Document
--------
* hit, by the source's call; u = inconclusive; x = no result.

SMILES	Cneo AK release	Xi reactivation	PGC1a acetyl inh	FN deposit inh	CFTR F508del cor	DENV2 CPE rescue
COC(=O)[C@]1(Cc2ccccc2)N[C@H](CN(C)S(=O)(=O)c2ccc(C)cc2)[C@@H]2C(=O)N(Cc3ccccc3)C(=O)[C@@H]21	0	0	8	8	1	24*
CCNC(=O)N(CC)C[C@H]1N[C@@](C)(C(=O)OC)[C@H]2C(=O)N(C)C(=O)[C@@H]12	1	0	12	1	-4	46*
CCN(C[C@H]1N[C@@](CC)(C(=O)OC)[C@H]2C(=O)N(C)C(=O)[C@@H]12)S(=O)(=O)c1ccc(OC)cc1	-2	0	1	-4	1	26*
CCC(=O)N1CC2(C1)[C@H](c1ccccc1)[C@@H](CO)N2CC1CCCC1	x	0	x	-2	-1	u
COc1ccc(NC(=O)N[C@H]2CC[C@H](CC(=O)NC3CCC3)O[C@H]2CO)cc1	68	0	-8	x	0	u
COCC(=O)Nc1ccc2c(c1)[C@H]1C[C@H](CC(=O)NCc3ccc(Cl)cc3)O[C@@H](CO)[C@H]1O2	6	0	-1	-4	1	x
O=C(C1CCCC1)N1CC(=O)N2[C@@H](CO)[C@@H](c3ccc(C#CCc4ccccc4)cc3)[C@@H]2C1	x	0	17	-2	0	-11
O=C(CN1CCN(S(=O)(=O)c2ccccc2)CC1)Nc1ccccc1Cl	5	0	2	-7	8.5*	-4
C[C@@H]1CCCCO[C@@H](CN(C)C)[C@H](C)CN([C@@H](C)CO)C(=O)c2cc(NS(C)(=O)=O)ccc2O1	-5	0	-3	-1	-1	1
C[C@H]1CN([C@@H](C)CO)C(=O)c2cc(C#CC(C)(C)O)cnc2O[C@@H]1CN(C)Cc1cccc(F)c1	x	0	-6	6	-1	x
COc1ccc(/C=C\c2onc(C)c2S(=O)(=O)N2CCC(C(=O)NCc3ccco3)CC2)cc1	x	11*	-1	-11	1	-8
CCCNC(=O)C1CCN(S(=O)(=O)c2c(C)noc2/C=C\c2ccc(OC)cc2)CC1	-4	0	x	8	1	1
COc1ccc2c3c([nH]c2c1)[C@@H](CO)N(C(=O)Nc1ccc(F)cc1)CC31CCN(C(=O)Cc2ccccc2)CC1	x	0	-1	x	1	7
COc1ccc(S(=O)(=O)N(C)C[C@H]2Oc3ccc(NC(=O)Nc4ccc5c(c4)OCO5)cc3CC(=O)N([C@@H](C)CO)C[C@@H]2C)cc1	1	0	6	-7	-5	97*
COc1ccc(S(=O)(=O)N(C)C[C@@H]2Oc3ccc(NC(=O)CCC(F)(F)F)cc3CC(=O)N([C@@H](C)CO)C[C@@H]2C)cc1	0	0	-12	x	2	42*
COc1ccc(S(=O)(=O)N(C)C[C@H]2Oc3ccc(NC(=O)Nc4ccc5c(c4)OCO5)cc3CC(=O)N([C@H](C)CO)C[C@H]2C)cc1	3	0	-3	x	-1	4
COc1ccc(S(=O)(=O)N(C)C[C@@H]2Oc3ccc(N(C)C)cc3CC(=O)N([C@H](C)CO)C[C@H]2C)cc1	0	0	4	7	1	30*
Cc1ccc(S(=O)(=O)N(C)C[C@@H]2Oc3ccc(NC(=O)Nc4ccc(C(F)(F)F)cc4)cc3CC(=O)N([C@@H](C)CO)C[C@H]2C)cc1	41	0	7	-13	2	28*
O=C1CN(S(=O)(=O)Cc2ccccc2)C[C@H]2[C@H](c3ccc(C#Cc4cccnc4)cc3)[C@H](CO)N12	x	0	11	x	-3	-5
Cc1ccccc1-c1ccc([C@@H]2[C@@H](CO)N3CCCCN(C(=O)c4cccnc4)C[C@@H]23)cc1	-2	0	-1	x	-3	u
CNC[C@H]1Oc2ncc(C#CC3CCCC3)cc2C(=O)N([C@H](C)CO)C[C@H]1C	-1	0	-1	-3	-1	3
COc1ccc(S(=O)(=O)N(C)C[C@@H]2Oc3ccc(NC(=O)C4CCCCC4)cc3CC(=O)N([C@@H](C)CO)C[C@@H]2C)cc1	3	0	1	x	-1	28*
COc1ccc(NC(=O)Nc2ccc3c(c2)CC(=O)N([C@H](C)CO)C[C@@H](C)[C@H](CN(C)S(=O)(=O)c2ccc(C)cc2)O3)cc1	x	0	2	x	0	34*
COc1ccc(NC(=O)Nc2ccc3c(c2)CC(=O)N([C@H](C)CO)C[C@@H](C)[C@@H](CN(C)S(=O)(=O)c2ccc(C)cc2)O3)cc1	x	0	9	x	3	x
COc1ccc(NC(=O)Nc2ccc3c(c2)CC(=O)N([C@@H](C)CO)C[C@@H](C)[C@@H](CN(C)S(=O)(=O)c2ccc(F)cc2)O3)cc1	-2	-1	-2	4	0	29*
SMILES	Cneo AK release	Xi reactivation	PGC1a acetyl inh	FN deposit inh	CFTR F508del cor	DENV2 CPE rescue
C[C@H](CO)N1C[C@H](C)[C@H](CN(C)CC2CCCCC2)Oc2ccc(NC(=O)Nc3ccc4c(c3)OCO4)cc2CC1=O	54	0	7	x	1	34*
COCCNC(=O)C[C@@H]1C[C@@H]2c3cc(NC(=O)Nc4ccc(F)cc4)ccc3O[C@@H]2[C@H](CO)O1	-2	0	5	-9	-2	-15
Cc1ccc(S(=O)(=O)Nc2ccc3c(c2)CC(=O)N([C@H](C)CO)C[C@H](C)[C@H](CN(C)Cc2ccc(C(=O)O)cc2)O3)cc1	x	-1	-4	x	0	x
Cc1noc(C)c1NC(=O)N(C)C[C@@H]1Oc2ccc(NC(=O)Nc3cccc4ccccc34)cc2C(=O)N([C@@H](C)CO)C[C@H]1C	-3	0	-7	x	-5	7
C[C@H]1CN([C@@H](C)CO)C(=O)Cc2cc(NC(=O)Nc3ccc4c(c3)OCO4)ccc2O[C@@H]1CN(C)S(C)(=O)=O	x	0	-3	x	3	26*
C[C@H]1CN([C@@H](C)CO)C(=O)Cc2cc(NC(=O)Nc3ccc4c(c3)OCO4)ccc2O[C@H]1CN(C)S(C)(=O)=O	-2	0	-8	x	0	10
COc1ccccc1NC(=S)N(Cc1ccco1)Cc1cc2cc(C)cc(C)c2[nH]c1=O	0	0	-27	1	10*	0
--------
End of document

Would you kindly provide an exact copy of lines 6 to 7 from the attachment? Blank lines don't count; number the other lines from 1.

CCC(=O)N1CC2(C1)[C@H](c1ccccc1)[C@@H](CO)N2CC1CCCC1	x	0	x	-2	-1	u
COc1ccc(NC(=O)N[C@H]2CC[C@H](CC(=O)NC3CCC3)O[C@H]2CO)cc1	68	0	-8	x	0	u